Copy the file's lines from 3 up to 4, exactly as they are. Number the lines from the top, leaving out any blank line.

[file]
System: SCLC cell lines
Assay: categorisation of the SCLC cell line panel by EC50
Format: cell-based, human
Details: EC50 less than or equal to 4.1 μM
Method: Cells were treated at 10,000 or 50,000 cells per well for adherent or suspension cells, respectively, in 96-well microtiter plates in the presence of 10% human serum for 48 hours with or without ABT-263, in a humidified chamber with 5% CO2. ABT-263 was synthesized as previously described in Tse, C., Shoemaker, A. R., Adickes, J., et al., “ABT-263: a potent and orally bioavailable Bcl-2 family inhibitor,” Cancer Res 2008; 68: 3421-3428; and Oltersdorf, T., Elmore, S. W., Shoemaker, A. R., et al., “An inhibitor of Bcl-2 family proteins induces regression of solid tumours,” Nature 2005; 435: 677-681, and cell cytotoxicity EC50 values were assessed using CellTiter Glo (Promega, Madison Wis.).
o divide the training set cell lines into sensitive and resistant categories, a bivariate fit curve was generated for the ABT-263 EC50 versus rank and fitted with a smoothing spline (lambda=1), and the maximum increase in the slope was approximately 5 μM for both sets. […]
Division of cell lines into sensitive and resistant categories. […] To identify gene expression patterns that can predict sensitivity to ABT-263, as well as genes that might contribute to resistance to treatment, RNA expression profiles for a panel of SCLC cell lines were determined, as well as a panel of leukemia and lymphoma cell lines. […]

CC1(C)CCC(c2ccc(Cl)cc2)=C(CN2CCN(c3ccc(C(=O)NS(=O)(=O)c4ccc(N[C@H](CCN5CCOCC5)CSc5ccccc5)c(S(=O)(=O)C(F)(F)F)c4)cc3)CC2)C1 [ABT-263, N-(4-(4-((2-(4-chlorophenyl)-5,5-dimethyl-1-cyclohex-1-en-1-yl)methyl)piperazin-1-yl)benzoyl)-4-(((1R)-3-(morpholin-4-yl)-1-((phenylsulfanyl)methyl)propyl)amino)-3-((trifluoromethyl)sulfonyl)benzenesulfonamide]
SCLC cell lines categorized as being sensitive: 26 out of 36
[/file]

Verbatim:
Format: cell-based, human
Details: EC50 less than or equal to 4.1 μM